NHS COVID-19 Vaccination Programme

The coronavirus (COVID-19) vaccine helps to make us all safer. It has been proved safe and effective by independent experts, and is the best way to protect people from coronavirus and save thousands of lives.

This page contains the latest information and advice for residents about:

Who can currently get the COVID-19 vaccine?

You can now book your NHS COVID-19 vaccination if you are any of the following

  • Aged 45 and over
  • At high risk from coronavirus (clinically extremely vulnerable)
  • Live or work in a care home
  • Are a Health or social care worker
  • Have a condition such as Asthma that puts you at higher risk (clinically vulnerable - people who are offered a free NHS flu jab each winter)
  • Have a learning disability
  • Are the main carer for someone at high risk from coronavirus.

Book your COVID-19 vaccination

For all other residents

The NHS will let you know when it's your turn to have the coronavirus (COVID-19) vaccination. The vaccine is being offered at larger vaccination centres, pharmacies and some local NHS services such as hospitals or GP surgeries. More people are being offered the vaccine every week. The order in which people will be offered the vaccine is based on the government’s priority list

In the meantime, please continue to follow the national public health guidance: wash your hands regularly, wear a face covering in enclosed spaces and maintain safe social distancing. COVID-19 is still very much among us and highly infectious: the risk of catching it is the same as ever for people who have not been vaccinated. 

Please do not contact the council regarding bookings. All appointments are handled by the NHS Covid-19 Vaccination Booking Service.

For directions and advice for travelling to the NHS COVID Vaccination Centre in Wembley Park,  please visit the NHS North West London website

Frequently Asked Questions

Video: Why the COVID Vaccine is safe and effective for everyone

This video message for Brent residents, recorded by our Deputy Director of Public Health Dr John Licorish, responds to some of the most frequently asked questions by residents across the borough:

Is it safe to have the AstraZeneca Covid-19 vaccine when some European countries paused its roll out?

The Danish, Norwegian and Icelandic authorities have taken the precautionary measure to pause roll out of the AstraZeneca vaccine to investigate whether the report of a blood clot in Denmark is linked to the vaccine. It has not been confirmed that the report of a blood clot was caused by the AstraZeneca Covid-19 Vaccine. People should still go and get their Covid-19 vaccine when asked to do so. Read the MHRA guidance in full.

Yes, the vaccination is safe for everyone and is our best way out of this pandemic. The NHS only offers vaccinations to the public once independent experts have signed it off as being safe. Over 15 million doses of vaccines have been given in the UK and there have been no major safety concerns.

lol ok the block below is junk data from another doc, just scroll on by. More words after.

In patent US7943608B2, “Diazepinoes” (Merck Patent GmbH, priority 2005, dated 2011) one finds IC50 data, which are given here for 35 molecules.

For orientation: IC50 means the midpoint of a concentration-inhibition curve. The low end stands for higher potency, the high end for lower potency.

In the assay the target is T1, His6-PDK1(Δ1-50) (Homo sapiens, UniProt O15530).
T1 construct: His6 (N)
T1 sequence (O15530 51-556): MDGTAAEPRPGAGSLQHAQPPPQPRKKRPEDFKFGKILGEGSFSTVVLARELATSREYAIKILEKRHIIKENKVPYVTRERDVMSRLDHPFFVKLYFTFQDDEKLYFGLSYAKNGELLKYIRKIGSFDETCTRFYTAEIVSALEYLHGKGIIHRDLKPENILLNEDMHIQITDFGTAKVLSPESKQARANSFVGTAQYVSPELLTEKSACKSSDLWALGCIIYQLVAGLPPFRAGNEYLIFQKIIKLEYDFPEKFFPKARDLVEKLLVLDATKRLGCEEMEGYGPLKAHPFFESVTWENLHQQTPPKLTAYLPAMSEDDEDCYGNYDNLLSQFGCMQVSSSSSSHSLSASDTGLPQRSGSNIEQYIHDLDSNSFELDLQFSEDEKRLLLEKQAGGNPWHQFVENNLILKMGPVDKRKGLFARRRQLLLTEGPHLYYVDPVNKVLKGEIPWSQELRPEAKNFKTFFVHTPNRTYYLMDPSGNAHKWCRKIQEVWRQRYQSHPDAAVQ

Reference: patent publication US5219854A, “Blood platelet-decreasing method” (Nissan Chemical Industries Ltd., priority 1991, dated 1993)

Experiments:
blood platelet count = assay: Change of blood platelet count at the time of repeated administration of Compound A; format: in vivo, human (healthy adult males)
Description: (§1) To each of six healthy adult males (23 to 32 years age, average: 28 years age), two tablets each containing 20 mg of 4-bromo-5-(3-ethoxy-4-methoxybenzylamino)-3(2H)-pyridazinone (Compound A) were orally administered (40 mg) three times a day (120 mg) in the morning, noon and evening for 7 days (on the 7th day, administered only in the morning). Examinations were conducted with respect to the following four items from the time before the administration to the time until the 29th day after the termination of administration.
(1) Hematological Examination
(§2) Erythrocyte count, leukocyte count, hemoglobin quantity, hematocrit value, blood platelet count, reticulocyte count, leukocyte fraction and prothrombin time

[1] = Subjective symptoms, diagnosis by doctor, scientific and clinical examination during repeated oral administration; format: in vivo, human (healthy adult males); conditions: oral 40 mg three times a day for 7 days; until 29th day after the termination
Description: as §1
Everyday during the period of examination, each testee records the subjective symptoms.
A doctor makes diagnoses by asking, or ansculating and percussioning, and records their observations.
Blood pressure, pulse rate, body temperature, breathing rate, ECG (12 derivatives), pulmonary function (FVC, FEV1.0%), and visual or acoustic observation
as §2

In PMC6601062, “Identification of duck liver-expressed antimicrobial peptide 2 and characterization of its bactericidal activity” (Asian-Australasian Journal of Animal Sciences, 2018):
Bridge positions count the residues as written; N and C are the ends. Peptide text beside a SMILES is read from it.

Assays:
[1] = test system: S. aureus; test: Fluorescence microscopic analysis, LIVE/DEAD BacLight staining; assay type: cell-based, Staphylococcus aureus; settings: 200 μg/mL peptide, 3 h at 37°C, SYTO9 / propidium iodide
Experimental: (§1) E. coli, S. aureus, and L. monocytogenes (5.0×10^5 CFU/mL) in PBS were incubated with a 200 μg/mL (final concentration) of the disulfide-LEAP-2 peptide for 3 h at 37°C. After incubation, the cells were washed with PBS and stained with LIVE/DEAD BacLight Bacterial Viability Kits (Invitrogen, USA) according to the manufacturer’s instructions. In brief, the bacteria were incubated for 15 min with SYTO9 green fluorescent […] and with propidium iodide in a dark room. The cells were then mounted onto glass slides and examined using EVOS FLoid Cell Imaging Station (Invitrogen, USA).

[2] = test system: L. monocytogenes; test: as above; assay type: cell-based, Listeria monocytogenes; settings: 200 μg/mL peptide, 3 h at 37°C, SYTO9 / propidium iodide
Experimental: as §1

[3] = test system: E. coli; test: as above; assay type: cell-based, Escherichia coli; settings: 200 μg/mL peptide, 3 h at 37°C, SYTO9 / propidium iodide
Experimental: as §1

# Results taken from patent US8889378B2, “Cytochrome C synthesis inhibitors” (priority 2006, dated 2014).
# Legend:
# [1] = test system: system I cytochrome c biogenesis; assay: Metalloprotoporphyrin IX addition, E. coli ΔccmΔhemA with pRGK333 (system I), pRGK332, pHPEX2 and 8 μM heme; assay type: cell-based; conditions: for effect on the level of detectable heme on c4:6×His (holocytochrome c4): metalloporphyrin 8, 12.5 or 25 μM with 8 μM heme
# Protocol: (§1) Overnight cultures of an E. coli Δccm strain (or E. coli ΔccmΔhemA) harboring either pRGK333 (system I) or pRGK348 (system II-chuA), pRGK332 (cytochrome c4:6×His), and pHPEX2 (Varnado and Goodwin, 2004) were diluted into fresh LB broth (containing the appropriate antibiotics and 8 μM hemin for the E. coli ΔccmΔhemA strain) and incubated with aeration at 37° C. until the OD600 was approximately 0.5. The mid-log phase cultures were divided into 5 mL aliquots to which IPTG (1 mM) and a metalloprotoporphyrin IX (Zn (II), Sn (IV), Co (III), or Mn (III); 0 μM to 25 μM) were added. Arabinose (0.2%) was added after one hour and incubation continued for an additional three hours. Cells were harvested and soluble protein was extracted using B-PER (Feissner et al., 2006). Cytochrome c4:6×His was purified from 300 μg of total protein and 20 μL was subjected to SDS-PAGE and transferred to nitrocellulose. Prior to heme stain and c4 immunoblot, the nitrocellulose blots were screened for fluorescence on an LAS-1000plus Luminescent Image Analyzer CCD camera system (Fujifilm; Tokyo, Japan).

How has it been possible to develop it so quickly?

There are three main reasons. One, while this coronavirus is a new virus, work was already underway to produce vaccines against the coronaviruses which cause SARS and MERS – two other highly contagious and deadly viruses. Two, there has been an unprecedented level of cooperation between academics and the pharmaceutical industry around the world. Thirdly, a huge financial investment by governments around the world, including the UK.

How effective is the vaccine?

After having both doses of the vaccine, most people will be protected against coronavirus. It takes a few weeks after getting the second dose for it to work. So it’s important to still continue social distancing and following the guidelines to keep us all safe.

Is the vaccine as effective for Black, Asian and other minority ethnic groups?

Yes, it works the same way – and has the same effectiveness – among all ethnic groups.

Can Muslims have the vaccine under Islamic law?

Yes, after discussion with experts, the British Islamic Medical Association encourages individuals to take the COVID vaccine as advised by their GP.

Does the vaccine include pork or other animal products?

No, there is no material of animal origin in either vaccine. All ingredients are published in healthcare information on the MHRA’s website.

Are there any side effects?

Most side effects, such as a sore arm, feeling tired or a headache are mild and usually last a day or two at most. It’s very rare for anyone to have a serious reaction to the vaccine. All staff giving the vaccine are trained to deal with and treat any reactions straight away.

If I am unsure, should I attend or book my vaccination appointment?